Not only do you need to set aside money for federal and provincial taxes, but you’ll also have to pay both the employee and employer portions of contributions to the Canada Pension Plan (CPP) or the Quebec Pension Plan (QPP).
In 2020, that number was 10.5% (5.25% each) for the CPP and 11.4% (5.7% each) for the QPP.
A good rule of thumb is to set aside about 25% of your gross income to pay for taxes and other deductions.
If you gross less than $30,000 in sales a year, you don’t need to collect the goods and services tax (GST) or harmonized sales tax (HST) because you’re considered by the CRA to be a small supplier.
However, if your sales are more than $30,000, you must collect GST/HST.
Alternatively, you can voluntarily register for the GST/HST if you think you might have sales of more than $30,000 or want to claim input tax credits (ITCs) on some of the GST/HST you pay for the goods or services you purchase.
How to File Your Taxes as a Freelancer
As a freelancer, you’re likely also working as a full-time employee. If you freelance full-time, you’ll be considered self-employed or a sole proprietor. However, freelancing on a part-time basis means you get to take advantage of some of the same benefits as sole proprietors.
1. Hold on to Your Invoices and Receipts
When you freelance and also work full time, things get a little more complicated on the tax front. You should keep track of all of your invoices as well as your expenses. Save everything in a desktop folder on your computer or print it all out so it’s easy to find later.
2. Report all Income and Claim any Expenses
Freelance income is considered income — plain and simple. Even if you make $100 from freelancing, it’s still taxable income.
Like sole proprietors, you’re also eligible to claim business-related expenses as a freelancer.
Both your income and expenses need to be filed in a T2125 form. See the section above on sole proprietors for examples of what can is expendable.
3. Budget for Taxes
Since freelance income is taxable and your customers don’t deduct any federal or provincial taxes at source, you should set aside some funds to pay any taxes you may owe.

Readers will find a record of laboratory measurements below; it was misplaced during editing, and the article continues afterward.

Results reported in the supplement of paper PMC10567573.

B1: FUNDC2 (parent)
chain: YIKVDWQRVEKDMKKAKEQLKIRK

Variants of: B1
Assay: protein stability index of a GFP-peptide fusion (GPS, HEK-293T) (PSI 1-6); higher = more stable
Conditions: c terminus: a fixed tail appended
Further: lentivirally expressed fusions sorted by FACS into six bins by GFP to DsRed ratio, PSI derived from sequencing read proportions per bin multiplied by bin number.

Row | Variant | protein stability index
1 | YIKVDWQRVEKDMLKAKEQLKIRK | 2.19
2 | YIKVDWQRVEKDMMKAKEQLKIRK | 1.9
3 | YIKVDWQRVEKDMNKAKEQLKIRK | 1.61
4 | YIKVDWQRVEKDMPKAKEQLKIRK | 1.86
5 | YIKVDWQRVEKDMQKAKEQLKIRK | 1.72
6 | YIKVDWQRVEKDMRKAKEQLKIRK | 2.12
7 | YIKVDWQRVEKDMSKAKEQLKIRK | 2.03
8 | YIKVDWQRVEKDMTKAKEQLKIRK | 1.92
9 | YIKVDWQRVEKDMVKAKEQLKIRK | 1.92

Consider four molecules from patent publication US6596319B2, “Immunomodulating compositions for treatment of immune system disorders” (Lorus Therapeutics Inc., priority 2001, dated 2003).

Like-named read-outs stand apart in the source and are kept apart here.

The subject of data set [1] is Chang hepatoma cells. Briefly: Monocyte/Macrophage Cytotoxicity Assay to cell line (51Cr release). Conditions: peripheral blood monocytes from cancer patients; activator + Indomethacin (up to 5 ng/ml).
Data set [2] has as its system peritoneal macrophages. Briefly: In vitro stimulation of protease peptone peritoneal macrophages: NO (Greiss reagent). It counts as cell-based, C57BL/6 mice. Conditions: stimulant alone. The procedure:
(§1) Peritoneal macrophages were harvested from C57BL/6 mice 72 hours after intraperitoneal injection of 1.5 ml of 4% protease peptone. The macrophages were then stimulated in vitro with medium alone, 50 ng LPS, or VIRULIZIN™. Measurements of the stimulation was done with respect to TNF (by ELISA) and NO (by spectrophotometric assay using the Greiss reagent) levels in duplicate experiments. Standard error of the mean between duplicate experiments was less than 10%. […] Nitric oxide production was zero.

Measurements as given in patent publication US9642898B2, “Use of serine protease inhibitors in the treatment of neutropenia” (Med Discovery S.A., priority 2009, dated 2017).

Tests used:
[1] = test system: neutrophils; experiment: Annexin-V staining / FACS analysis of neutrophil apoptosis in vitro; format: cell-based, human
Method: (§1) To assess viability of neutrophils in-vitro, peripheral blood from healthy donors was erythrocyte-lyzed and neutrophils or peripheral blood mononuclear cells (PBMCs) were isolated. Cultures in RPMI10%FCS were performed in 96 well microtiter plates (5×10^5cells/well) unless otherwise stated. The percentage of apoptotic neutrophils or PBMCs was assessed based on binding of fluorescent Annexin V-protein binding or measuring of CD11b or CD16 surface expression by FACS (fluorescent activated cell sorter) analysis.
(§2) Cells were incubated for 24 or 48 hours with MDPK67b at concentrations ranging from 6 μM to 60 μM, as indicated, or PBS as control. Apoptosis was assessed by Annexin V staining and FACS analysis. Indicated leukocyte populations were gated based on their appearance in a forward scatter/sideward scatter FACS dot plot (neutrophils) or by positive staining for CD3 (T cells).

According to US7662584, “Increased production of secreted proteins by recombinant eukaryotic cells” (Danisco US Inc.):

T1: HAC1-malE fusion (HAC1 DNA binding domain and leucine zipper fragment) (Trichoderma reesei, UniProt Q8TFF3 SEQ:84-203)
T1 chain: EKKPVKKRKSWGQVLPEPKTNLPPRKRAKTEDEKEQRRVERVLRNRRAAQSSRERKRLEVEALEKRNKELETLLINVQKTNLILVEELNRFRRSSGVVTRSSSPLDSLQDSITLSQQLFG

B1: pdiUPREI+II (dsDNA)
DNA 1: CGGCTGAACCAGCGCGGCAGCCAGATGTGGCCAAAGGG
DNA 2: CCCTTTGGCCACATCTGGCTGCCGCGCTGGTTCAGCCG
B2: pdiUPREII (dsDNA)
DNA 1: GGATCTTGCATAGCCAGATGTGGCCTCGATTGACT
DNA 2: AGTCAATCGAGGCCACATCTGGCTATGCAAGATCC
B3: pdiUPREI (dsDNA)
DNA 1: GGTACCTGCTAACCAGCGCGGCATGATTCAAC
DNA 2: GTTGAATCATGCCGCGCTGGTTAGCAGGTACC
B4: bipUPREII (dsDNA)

If you don’t want to pay taxes on the additional income you earn, you can put all of the money into an RRSP, provided you have enough room.
How to File Your Taxes as an Independent Contractor
Hairdressers and taxi drivers often fall under the independent contractor category and are often considered self-employed or sole proprietors.
1. You May Receive a T4A
As an independent contractor, you own the equipment you use and are not an employee. During tax season, instead of a T4, you’ll receive a T4A which will list your income, but there won’t be any tax or payroll deductions.
2. Report Income and Claim Expenses
While you might receive a T4A, your income also needs to be added to a T2125 form.
In this, you should also claim any expenses you incur as an independent contractor. The sole proprietor section goes into greater detail on what you can claim as an expense.
3. Save a Little for Tax Payments
Like other self-employed individuals, since you won’t have anything deducted from your pay, you’ll likely owe taxes. In preparation for this, you should have some money saved up when tax payments are due.
Frequently Asked Questions
Yes, doing your taxes for free is an option you can take advantage of if you’re an employee.
You can also do your taxes for free if you’re a sole proprietor, freelancer, or independent contractor as long as the software supports the T2125 form.
Although, if you’re not an employee, a professional may be able to find additional tax savings and provide advice, and the cost of hiring one can even write off an expense.
Yes, you can make various tax payments, such as individual income tax payments, benefits repayments, and GST/HST payments, in several different ways. The most common ways to pay are:
- By cheque at a Canada Post outlet or financial institution,
- Online through your financial institution’s website or my payment’ on the CRA’s website, or
- By credit card, PayPal, or Interac e-Transfer through a third-party service provider.
Yes, filing your taxes late is allowed. However, if you owe anything, you’ll have to pay the penalty.
According to the CRA, “the penalty is 5% of any balance owing, plus 1% of the balance owing for each full month that the return is late, to a maximum of 12 months.”
Also, the penalty may be higher if you were charged a late-filing penalty on any return in the three previous years.